To her family’s consternation, she insists on travelling to Pakistan, simultaneously confronting the unresolved trauma of her teenage experiences of partition, and re-evaluating what it means to be a mother, a daughter, a woman, and a feminist…reports Asian Lite News
Not only has Delhi-based author Geetanjali Shree’s ‘Ret Samadhi’, translated into English by American writer-translator Daisy Rockwell into ‘Tomb of Sand’ achieved a new milestone by being the first Hindi literary work to win the prestigious International Booker Prize, it has also asserted no matter the language, but human emotions are also connected by common emotions and metaphors.
Speaking to IANS when the book was shortlisted for the coveted prize, she had stressed, “Of course, this is something I have always known.
Otherwise all these centuries, we would not be loving and relating to art and literature from vastly different countries of the world. Human (and other) life is about the same emotions and experiences, albeit couched in different ‘cultural’ details. It is when the former touches our soul that the latter ceases to be alien and only adds more dimensions to our experience.”
Reacting to the Booker, she said: “This is a bolt from the blue, but what a nice one. I never dreamt of the Booker, I never thought I could. What a huge recognition, I’m amazed, delighted, honoured and humbled,” says the author, who was in disbelief during her acceptance speech, “There is a melancholy satisfaction in the award going to it. ‘Ret
Samadhi/Tomb of Sand’ is an elegy for the world we inhabit, a laughing elegy that retains hope in the face of impending doom. The Booker will surely take it to many more people than it would have reached otherwise, that should do the book no harm.”
‘Ret Samadhi’ centres around a north Indian 80-year-old woman who slips into a deep depression after the death of her husband and then resurfaces to gain a new lease on life. Her determination to fly in the face of convention including striking up a friendship with a transgender person confuses her bohemian daughter, who is used to thinking of herself as the more ‘modern’ of the two.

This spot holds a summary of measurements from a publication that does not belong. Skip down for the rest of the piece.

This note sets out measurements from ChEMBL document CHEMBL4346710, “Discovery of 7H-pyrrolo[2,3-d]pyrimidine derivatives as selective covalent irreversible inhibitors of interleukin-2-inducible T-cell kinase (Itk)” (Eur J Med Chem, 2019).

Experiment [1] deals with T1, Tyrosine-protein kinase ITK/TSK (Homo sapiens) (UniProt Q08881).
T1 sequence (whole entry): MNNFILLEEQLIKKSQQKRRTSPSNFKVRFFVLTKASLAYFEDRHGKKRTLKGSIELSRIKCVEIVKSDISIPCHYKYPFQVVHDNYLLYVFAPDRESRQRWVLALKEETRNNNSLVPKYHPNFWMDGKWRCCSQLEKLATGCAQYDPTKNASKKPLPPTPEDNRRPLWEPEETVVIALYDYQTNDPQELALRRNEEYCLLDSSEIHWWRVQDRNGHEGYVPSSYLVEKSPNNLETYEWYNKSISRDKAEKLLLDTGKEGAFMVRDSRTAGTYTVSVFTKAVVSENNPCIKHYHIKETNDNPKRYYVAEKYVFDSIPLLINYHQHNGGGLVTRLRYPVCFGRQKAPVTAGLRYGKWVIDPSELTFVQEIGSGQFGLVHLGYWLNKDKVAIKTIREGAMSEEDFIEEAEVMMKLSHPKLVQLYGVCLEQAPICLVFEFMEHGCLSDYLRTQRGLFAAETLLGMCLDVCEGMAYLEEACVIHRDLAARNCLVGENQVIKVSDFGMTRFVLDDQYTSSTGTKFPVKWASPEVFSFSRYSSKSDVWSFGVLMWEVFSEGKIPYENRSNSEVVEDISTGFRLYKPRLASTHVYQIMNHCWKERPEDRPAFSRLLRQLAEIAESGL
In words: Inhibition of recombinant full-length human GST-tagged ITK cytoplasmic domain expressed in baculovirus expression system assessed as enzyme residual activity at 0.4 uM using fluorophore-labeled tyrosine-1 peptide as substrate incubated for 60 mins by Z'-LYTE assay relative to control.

To her family’s consternation, she insists on travelling to Pakistan, simultaneously confronting the unresolved trauma of her teenage experiences of partition, and re-evaluating what it means to be a mother, a daughter, a woman, and a feminist.
Talking about how the award-winning book was conceived, she remembers that it was the image of an old woman lying with her back turned to everyone in a joint family and apparently with no interest in living any longer that set her off. “My curiosity grew as to is she turning
her back on the world and life or preparing to get up into a rejuvenated, reinvented new life! From there the novel took off. It was a long journey full of fun, pain, joy, anxieties, the works,” she said.
But winning a major prize is not something she will let effect her writing. The author is clear that writing must never be extraneously motivated or influenced. “I write to express as best as I can, as creatively and sensitively as I can, and that is the only expectation
I am propelled by. I let no one tell me what, when, how I must write.”
The author whose works have been widely translated into several languages including French, German, Korean and Serbian, feels that translation is dialogue and communication. It is never a fixed, frozen and complete exchange. “It is ongoing, live and enriching some
things are explained better, some remain confounding, just as in any communication. Some things may also get lost, but some things also get added. Just as when two people talk, they enrich each other and enlarge each other’s way of seeing, being, and experiencing, so is also the communication underway in translation.
The gains of it are immense. One cannot fear it for the risks that may be in there too. Communication is worth it, risky or not! Dialogue, which is what translation is, is the best thing in human life and the way forward.”